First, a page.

Music Therapy at home during COVID-19
Music Therapy at home during COVID-19
by Annabelle Keevers, Bear Cottage Registered Music TherapistThursday, May 07, 2020
The richness of the Bear Cottage culture has made it possible for me to transition to providing online Zoom music therapy sessions with an ease which has taken me by surprise. Working from home, as I am at present, could potentially have become a very isolating experience. However, the strength of the Bear Cottage team, means that although we are separated geographically, we still to work collaboratively. We continue to communicate by email, telephone and Zoom to provide all-important handovers.
There is a strong sense of a shared sense of purpose in the team at Bear Cottage. One of the nursing staff at Bear Cottage is working to connect with all the families who come to Bear Cottage by phone. One of the things she asks during these regular calls is whether a family may be interested in attending Zoom Music Therapy sessions. Our administrative officer then collates these names, providing me with all the details I need in order to make contact them and set up sessions.
As part of the Allied Health Team, I work closely with our Child Life Therapists and Social Workers. Gy, one of the Bear Cottage Child Life Therapists, works as a co-facilitator of our group Zoom sessions and not only does he have expertise with technology, but importantly, as co-therapists, we are able to complement the contribution of one another. In particular, Gy brings an extra dimension to the music, visually bringing songs to life with his skills in puppetry. While some of our children may have visual impairments, for those who are non-verbal, the puppet prompts are invaluable in visually augmenting the music I present.
There is also a different aspect to presenting music therapy sessions via Zoom which I had not anticipated. I have become quickly aware that I am being invited into the living rooms of families, into their private space. This is quite different from running sessions in the garden or sensory room at Bear Cottage. It means that I am able to connect with people where they are at, in whatever situation the day may have brought them.
During this phase of social distancing, families are finding themselves meeting the new challenges. In the wider community, it would be surprising to find anyone who is not experiencing some level of stress with these sudden and wide-ranging changes to our way of life.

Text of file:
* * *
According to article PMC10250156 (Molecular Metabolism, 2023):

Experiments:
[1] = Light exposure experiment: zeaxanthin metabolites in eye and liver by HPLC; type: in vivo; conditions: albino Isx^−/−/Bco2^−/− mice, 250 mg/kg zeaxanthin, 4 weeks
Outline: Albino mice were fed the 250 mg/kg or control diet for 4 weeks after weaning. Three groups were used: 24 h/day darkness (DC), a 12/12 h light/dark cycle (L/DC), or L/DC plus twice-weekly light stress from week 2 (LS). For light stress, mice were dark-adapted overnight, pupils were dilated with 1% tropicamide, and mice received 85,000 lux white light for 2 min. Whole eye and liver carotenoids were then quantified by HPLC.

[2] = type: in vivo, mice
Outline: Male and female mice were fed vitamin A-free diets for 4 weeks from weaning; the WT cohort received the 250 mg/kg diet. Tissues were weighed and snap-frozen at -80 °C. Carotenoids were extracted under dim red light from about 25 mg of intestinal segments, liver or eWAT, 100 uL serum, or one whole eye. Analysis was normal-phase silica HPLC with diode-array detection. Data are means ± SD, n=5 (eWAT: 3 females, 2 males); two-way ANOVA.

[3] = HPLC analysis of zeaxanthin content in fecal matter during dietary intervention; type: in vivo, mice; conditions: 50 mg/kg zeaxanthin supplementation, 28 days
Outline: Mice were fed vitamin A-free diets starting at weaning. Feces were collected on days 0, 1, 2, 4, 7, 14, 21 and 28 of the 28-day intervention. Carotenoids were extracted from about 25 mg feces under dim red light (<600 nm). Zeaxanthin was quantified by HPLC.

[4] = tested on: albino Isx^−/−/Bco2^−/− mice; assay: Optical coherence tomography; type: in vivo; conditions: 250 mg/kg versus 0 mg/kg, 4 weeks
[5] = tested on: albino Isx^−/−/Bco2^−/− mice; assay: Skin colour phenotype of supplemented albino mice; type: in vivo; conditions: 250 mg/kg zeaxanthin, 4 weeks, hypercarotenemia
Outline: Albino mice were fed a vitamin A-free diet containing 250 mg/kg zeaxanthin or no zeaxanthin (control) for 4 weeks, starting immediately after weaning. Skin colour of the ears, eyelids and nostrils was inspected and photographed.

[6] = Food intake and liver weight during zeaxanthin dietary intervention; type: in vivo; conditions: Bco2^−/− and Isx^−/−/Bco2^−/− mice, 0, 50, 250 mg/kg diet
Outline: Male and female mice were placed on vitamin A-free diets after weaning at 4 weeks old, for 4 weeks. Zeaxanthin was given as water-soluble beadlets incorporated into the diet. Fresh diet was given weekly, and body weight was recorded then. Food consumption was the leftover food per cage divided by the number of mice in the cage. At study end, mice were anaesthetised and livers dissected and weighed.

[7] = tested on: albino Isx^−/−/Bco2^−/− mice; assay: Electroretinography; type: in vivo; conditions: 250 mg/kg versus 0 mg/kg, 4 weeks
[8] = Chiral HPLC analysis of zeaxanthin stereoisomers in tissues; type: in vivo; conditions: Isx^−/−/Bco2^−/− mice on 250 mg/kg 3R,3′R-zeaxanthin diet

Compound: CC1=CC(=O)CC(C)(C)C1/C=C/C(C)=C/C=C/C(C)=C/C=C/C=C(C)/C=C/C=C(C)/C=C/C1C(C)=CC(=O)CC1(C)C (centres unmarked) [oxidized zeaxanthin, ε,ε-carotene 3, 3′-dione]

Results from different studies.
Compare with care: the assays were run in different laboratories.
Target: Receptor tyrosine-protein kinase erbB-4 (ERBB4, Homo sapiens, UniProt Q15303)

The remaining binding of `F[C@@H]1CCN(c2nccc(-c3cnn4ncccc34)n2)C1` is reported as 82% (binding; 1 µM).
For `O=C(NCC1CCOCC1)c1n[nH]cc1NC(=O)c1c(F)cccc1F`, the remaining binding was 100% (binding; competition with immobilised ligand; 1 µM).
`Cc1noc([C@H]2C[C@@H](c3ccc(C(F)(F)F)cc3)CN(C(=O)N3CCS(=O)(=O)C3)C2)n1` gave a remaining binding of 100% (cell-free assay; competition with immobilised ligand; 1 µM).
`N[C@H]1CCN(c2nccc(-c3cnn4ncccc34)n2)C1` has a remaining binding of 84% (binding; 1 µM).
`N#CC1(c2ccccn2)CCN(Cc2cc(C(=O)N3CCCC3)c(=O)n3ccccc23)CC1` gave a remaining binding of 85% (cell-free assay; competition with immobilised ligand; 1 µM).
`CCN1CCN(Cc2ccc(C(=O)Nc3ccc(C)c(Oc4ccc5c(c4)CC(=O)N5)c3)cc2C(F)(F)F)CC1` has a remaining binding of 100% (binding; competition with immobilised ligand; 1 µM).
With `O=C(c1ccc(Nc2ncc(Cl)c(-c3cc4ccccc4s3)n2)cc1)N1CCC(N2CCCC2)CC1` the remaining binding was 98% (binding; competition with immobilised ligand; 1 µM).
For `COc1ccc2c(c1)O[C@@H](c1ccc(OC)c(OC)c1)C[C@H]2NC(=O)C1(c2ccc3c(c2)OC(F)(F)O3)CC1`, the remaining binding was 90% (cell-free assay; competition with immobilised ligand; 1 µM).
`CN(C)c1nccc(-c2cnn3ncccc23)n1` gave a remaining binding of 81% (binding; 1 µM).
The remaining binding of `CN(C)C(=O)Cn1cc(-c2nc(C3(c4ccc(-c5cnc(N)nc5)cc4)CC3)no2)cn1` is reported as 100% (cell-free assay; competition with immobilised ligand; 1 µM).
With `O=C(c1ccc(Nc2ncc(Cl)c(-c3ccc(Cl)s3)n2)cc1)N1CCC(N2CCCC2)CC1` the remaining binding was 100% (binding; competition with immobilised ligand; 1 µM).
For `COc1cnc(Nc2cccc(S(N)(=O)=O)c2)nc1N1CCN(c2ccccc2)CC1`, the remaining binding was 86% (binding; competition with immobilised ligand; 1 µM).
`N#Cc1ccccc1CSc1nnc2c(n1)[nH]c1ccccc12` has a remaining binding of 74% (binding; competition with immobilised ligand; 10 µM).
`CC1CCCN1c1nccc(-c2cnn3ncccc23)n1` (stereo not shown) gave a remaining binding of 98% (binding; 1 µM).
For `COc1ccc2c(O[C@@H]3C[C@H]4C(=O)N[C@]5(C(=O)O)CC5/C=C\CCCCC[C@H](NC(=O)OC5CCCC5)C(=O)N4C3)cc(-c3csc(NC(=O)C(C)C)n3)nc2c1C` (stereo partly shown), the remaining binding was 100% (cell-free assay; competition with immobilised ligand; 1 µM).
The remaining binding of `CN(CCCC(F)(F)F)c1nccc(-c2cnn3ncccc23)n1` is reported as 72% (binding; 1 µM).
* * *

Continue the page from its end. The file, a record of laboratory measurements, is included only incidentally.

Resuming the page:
While making music with families is hopefully a time of fun, relaxation and enjoyment during this time of stress, it is also much more than mere entertainment. The way in which children and parents interact in a music therapy session is not discrete or separate from the ways in which they communicate and relate in daily life.
As a Registered Music Therapist, I am able to observe these patterns of communication. Music is wonderful, because it may help us to communicate with one another simultaneously on different levels. We may use words, but we may also use tone of voice or movement to express ourselves.
When I see mothers and fathers expressing tenderness towards their children, perhaps by the way in which they move close towards them and smile, I am able to emphasise this strength by singing a song which in some way highlights this. If I see cooperation and love between siblings, again, this is something which can be positively reinforced by the music. The possibilities are as limitless as the interactions I observe, for music provides lyrics and melody and volume and speed, a myriad of ways to express that something has been communicated and is understood.
In other words, during this time, by positively reinforcing these kinds of interactions, it is possible to further develop family strengths and thus foster emotional resilience. When we are feeling resilient, we have greater strength and capacity to deal with the challenges of daily living.
There are also times when my clinical skills enable me to see that a family would be assisted with resources other than those brought by music therapy. This is when the strength of the multi-disciplinary team at Bear Cottage comes into its own, and I am able to share my observations with my manager, the social worker and nursing staff. Each of us has a different and specific role with the children and their families. By sharing our observations with one another, we work together to ensure that families receive optimum care.
When working onsite at Bear Cottage, much of my work is around providing social interactions for the children and their families through music on a daily basis and, very importantly, using music for memory-making towards the end of children’s lives.
During this pandemic, however, I have become aware that my role has expanded. As I meet families in their homes, providing, it is hoped, some music to uplift them during these challenging times, I am also fostering resilience by encouraging the strengths I see in each family, working together with the multidisciplinary team at Bear Cottage to ensure that their complex needs are addressed.
While I may be working in what appears to be the isolation of my own home, I am in fact closely connected with my colleagues who support me in a myriad of ways to adapt my working style to these particular times, enabling me to provide music therapy sessions in a whole new way.
To find out more about Bear Cottage visit bearcottage.chw.edu.au
During National Palliative Care Week Palliative Matters will be showcasing stories of some of the amazing work done by so many people in the palliative care sector. There's more than you think! If you would like to share your story with us email the PCA team at email@example.com